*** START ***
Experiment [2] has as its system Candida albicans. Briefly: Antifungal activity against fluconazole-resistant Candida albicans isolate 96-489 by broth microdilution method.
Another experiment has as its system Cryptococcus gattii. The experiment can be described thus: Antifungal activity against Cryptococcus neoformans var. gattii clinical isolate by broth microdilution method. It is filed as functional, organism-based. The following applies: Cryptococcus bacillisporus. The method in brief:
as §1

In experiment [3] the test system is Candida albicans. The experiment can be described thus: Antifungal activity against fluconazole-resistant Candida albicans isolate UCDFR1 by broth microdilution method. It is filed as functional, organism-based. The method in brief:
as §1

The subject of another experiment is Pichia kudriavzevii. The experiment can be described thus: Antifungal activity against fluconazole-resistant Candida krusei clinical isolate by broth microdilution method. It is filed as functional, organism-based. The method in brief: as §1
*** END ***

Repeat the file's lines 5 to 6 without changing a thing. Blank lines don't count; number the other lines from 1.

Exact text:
as §1

The subject of another experiment is Pichia kudriavzevii. The experiment can be described thus: Antifungal activity against fluconazole-resistant Candida krusei clinical isolate by broth microdilution method. It is filed as functional, organism-based. The method in brief: as §1